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Will GOP Congress and Legislature become the new ‘death panels’?

Mario Henderson leads chants of "save Medicaid," as other social service activists, Medicaid recipients and their supporters stage a protest outside the building that houses the offices of U.S. Sen. Thad Cochran, R-Miss., Thursday, June 29, 2017, in Jackson, Miss. Soaring prices and fewer choices may greet customers when they return to the Affordable Care Act’s insurance marketplaces in the fall of 2017, in part because insurers are facing deep uncertainty about whether the Trump administration will continue to make key subsidy payments and enforce other parts of the existing law that help control prices.
Mario Henderson leads chants of "save Medicaid," as other social service activists, Medicaid recipients and their supporters stage a protest outside the building that houses the offices of U.S. Sen. Thad Cochran, R-Miss., Thursday, June 29, 2017, in Jackson, Miss. Soaring prices and fewer choices may greet customers when they return to the Affordable Care Act’s insurance marketplaces in the fall of 2017, in part because insurers are facing deep uncertainty about whether the Trump administration will continue to make key subsidy payments and enforce other parts of the existing law that help control prices. AP

In the 1960s, popular songs like “He Ain’t Heavy, He’s My Brother” by the Hollies, “Lean on Me” by Bill Withers and “You’ve Got a Friend” by Carole King echoed a growing mood in the country to care for people in need. Today, the majority mood has shifted again.

Speeches last week at the Neshoba County Fair by potential gubernatorial candidates Attorney General Jim Hood and Lt. Gov. Tate Reeves reflected this shift.

For example, as reported in the Northeast Mississippi Daily Journal, Hood “criticized the Legislature for cuts to the Department of Mental Health, resulting in the closure of the state’s only chemical dependency unit for adult males at a time when many citizens are dealing with opioid addiction.” Hood added, “Legislative leadership neglected addressing problems in favor of providing large tax cuts.”

Reeves countered saying, “I am proud we passed the largest tax cut in state history, and I’m not going to let them deny you the tax break so they can keep spending with reckless abandon.”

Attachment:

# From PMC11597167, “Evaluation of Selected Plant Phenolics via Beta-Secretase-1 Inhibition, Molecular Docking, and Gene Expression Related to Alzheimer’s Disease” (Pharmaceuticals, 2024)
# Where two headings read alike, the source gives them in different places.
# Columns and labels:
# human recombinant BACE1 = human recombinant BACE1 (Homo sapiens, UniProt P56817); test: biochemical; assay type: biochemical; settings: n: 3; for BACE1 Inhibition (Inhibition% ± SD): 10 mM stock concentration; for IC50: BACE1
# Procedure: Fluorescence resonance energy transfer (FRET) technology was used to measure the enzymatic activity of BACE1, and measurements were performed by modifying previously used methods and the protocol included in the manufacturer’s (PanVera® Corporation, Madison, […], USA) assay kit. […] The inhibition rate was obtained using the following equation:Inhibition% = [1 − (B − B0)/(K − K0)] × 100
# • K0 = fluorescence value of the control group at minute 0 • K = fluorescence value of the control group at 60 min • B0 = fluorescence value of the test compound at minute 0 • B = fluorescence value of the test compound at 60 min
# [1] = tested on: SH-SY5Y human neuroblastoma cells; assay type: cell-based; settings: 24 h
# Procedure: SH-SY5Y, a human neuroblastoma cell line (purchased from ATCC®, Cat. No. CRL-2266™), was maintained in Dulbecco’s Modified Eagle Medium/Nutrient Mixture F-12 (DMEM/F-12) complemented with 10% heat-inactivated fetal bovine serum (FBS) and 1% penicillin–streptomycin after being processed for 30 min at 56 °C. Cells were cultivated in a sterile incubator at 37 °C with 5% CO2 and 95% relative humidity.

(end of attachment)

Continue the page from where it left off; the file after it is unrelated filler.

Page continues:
This mirrors majority political attitudes in Washington around health care. Tax cuts and costs dominate while commitment to care dwindles.

The long-term outlook for those in need of care is harsh, particularly with regard to Medicaid. Rough comments on the Jackson Jambalaya blog tell the story. “We already have more people collecting benefits than we have working,” wrote one, adding, “How much longer can this go on?”

Reports say Medicaid cuts under consideration in Congress plus cuts coming from the Legislature may soon start forcing retirees out of nursing homes. Nationally, Medicaid pays the costs for about 62 percent of seniors who live in nursing homes, about 75 percent in Mississippi.

Medicaid also serves nearly half a million Mississippi children, about 55 percent of all Medicaid recipients. In June, the Clarion-Ledger wrote about seriously ill children who depend upon Medicaid. One was 13-year old Kennedy who is a type 1 diabetic. Her parents signed her up for Medicaid to afford “the nearly $5,000 a month she needs in insulin and medical supplies.”

Not getting much attention is what happens when Medicaid cuts start putting disabled retirees on the street, eliminating extraordinary care for seriously ill children, closing rural hospital emergency rooms and devastating mental health care.

Republicans railed against Obamacare’s so-called “death panels” for saving money at the cost of lives. Seems our cost-cutting Republican-dominated Legislature and Congress will soon take their place, unless more like state Sen. Brice Wiggins have a say.

“I’ve heard different people and groups say we just need to get rid of Medicaid,” Wiggins, chairman of the Senate Medicaid Committee, told the Clarion-Ledger. “OK, are we not going to take care of our grandmother and grandfather who (are) 90 years old in the nursing home? Medicaid pays for the nursing home.” Earlier in the year he told Mississippi Today, “We have a duty to take care of the least fortunate.”

Meanwhile, we need some new songs like “He’s My Brother, But He Got Too Heavy” and “Lean on Somebody besides Taxpayers” and “You Ain’t Got No Friends No More.”

Bill Crawford is syndicated columnist from Meridian.

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